This feature story was originally on www.TruBoxingHeadz.com on October 1, 2013
One of the most popular and beloved fighters from the boxing fanatic island of Puerto Rico returns to the ring this Saturday October 5th, 2013. This weekend Miguel Cotto (37-4, 30 KO's) returns to the ring in Orlando, Florida at the Amway Center against Delvin Rodriguez (28-6-3, 16 KO’s). Cotto is looking to make a serious statement and bounce back with his new trainer legendary corner man Freddie Roach. After two tough losses to Austin “No Doubt” Trout and Floyd “Money” Mayweather Jr. Hardcore Cotto fans are hoping he can gain his confidence back in the ring and return to glory. Cotto and his camp say he is looking better than ever. We will find out this Saturday if that is truly the case.
Still a lot of whispers in the boxing community of not only if Miguel Cotto’s career is declining but Puerto Rican Boxing in general. People want to know what has happened to Puerto Rican Boxing in 2013. Is Puerto Rican boxing on a serious decline? What has happened to the infamous Puerto Rico vs. Mexico boxing rivalry? Will we ever see fights on the level of Oscar “Golden Boy “De La Hoya versus Felix “ Tito “ Trinidad back on September 18, 1999. Will we ever see that again? Only a few years ago back in 2008 Puerto Rico held three of the four major welterweights’ titles (World Boxing Association, International Boxing Federation and World Boxing Organization) when Carlos Quintana defeated Paul Williams to join Miguel Cotto and Kermit Cintron as champions in the division.
Now out of all the weight classes and divisions in all of boxing the only Puerto Rican born fighters with belts are Ramon “Rocky” Martinez the WBO super welterweight title holder & Wilfredo Vázquez, Jr. just recently won the vacant WBO International Super Bantamweight title in Florida. What has changed? What has aided in the decline? Is the boxing still as popular? Without question, boxing is and will forever be a huge part of Puerto Rico and its people. One thing that has changed is the emergence of boxing in Argentina and the Philippines’ in recent years. This has had an impact on boxing globally not just Puerto Rico.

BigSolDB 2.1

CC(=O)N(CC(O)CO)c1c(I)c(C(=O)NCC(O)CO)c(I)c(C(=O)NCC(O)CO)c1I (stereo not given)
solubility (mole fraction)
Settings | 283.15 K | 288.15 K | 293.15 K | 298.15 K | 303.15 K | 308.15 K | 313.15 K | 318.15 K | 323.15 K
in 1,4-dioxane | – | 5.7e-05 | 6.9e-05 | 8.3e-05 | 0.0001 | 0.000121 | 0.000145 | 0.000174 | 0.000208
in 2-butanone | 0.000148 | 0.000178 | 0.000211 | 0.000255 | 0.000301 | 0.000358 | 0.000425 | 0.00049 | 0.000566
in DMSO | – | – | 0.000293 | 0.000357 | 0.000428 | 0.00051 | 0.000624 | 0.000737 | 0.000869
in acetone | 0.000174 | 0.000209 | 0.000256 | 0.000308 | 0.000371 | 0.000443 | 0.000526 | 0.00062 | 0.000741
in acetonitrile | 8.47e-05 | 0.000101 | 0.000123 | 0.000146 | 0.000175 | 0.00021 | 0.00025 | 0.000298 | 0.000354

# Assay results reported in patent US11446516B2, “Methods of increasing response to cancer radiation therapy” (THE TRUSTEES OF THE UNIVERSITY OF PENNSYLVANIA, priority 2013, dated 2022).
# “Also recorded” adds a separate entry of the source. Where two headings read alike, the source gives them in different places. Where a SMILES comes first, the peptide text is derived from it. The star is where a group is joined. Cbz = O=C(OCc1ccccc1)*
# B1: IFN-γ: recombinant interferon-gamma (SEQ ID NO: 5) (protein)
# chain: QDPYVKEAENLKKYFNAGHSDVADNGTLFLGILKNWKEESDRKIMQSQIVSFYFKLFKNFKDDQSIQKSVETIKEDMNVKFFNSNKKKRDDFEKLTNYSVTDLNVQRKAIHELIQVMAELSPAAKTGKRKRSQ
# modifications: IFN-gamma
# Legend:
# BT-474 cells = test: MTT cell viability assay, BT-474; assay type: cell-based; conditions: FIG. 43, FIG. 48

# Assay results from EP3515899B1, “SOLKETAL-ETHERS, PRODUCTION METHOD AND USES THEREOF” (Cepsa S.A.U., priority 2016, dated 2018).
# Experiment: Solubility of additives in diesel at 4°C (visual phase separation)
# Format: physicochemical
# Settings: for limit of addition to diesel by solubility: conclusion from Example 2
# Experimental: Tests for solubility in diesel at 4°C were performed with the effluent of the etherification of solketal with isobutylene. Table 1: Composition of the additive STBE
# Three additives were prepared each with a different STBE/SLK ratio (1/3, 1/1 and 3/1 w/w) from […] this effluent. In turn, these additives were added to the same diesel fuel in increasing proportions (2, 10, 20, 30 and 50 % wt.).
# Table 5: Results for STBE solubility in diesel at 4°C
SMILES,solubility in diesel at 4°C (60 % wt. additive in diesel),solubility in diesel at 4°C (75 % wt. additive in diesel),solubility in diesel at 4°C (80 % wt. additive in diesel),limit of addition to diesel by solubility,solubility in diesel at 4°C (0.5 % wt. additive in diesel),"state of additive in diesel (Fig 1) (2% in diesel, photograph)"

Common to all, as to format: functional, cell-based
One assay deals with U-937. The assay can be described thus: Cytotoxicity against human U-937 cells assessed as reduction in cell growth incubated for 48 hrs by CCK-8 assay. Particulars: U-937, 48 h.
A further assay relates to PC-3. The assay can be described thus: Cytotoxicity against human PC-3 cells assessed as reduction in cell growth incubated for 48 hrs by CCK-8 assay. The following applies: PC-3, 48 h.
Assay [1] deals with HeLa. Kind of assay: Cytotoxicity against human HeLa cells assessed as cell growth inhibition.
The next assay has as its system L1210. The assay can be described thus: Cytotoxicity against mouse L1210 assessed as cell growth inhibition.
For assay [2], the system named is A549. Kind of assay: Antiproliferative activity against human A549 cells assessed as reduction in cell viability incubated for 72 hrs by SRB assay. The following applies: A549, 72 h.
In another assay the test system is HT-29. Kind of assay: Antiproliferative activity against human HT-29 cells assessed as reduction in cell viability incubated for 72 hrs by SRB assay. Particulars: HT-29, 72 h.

Boxing and great boxers has always been woven into the fabric or Puerto Rican culture and its proud people. Boxing was first, introduced and practiced while Puerto Rico was still just a Spanish colony. Fights were organized in the homes among the workers of the sugar and coffee plantations, and the objective was to determine the best fighter among the employees. Fighting for money and bragging rights, it helped create an enormous feeling of pride and passion for the sport.
This pride has been passed on for generations leading to some of the greatest fighters the world has ever seen. Puerto Rican fighters of the past like Felix “Tito” Trinidad who holds the record for welterweight title defenses (15), also won belts at junior middleweight and middleweight. Trinidad's indomitable fighting spirit made him one of the island nation's most beloved champions of all time. Hector “Macho “ Camacho born in Bayamon, Puerto Rico and raised in New York's Spanish Harlem, Camacho won titles at junior lightweight, lightweight and junior welterweight, impressing onlookers with his tenacity and courage in the ring. Wilfred Vazquez Sr. a champion at bantamweight, super bantamweight and featherweight, Vazquez had more than 50 wins (and an impressive 41 knockouts).
Those are just a few of the amazing boxers of that past that have become national cult heroes and helped make boxing even more beloved in Puerto Rico and the world.
So, what about fighters like Gabriel Rosado & Danny” Swift” Garcia.
They are of Puerto Rican decent and are exciting, young fighters but they’re not native to the island. They are both from Philadelphia, PA. Rosado and Garcia will never be fully embraced by Puerto Ricans from the island like Cotto and Trinidad. They are viewed as American fighters. So, where do the hopes and dreams of most Puerto Rican fight fans return to glory remain?
Well. Most hopes are in another fighter who fights on October 5, 2013 from Puerto Rico.
They ride on the shoulders of super prospect Felix Verdejo Jr. An Olympic boxer from Puerto Rico who qualified for the 2012 Olympics as a lightweight.
Verdejo Jr. was the winner at lightweight at the 2012 American Boxing Olympic Qualification Tournament.
Verdejo Jr. is trained by his father and grew up in a very close boxing family. Verdejo Jr. signed with Top Rank in 2012 on a $600,000.00 contract. Verdejo Jr. is currently
(6 – 0, 5 KO’s) as a professional. Felix Verdejo Jr. is an extremely slick and polished boxer that has an impressive boxing IQ. This young man has the entire island of Puerto Rico a buzz along with hardcore boxing fans worldwide for good reason. You can find some of his devastating knockouts on You Tube and HBO will be featuring the young, rising star on the boxing telecast this weekend. He is a boxing phenomenon for sure.
So, a big weekend for Puerto Rican boxing. What does the determined veteran Cotto have left in the tank? In addition, is Félix Verdejo Jr. the future star Puerto Rico has been waiting on? We will find out this Saturday. We will make sure to keep you all posted on the results.
- Sean Hicks & Manny Marrero